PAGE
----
|Title||Defining the clinical course of multiple sclerosis The 2013 revisions|
|Publication Type||Journal Article|
|Year of Publication||2014|
|Authors||Lublin, FD, Reingold, SC, Cohen, JA, Cutter, GR, Sorensen, PSoelberg, Thompson, AJ, Wolinsky, JS, Balcer, LJ, Banwell, B, Barkhof, F, Jr., BBebo, Calabresi, PA, Clanet, M, Comi, G, Fox, RJ, Freedman, MS, Goodman, AD, Inglese, M, Kappos, L, Kieseier, BC, Lincoln, JA, Lubetzki, C, Miller, AE, Montalbán, X, O'Connor, PW, Petkau, J, Pozzilli, C, Rudick, RA, Sormani, MPia, Stueve, O, Waubant, E, Polman, CH|
|Date Published||JUL 15|
|Type of Article||Review|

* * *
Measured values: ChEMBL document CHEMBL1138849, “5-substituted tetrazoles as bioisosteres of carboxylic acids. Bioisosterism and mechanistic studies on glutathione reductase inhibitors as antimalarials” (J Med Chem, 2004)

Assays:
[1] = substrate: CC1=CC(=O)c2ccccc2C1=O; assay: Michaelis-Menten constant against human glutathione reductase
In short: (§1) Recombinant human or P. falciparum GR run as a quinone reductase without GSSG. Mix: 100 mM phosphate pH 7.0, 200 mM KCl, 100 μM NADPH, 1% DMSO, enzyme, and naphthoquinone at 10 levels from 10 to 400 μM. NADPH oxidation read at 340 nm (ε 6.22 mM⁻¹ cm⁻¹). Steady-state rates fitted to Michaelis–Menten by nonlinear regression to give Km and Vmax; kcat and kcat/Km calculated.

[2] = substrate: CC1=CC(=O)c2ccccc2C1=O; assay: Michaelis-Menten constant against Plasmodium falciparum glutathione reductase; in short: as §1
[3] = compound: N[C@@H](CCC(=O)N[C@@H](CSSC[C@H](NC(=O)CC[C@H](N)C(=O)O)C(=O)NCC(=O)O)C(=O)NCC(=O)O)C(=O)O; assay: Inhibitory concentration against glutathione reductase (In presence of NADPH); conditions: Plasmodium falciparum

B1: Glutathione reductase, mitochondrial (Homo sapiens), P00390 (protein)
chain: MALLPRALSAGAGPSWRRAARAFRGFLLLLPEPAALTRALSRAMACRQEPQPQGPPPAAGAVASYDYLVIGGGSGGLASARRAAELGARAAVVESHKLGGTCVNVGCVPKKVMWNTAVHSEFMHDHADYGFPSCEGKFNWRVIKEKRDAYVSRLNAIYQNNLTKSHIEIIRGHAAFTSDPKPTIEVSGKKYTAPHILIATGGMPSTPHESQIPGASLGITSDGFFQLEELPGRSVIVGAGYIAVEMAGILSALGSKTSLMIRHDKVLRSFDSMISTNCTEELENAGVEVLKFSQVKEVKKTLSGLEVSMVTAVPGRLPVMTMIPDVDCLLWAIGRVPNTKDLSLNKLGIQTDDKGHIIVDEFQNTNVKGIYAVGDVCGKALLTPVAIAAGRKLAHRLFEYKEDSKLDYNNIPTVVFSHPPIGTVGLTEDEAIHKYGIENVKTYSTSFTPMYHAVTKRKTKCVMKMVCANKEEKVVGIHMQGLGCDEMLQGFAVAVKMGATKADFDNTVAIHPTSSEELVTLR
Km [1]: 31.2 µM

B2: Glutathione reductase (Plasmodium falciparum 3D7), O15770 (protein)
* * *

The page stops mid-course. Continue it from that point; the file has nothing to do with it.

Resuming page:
Accurate clinical course descriptions (phenotypes) of multiple sclerosis (MS) are important for communication, prognostication, design and recruitment of clinical trials, and treatment decision-making. Standardized descriptions published in 1996 based on a survey of international MS experts provided purely clinical phenotypes based on data and consensus at that time, but imaging and biological correlates were lacking. Increased understanding of MS and its pathology, coupled with general concern that the original descriptors may not adequately reflect more recently identified clinical aspects of the disease, prompted a re-examination of MS disease phenotypes by the International Advisory Committee on Clinical Trials of MS. While imaging and biological markers that might provide objective criteria for separating clinical phenotypes are lacking, we propose refined descriptors that include consideration of disease activity (based on clinical relapse rate and imaging findings) and disease progression. Strategies for future research to better define phenotypes are also outlined.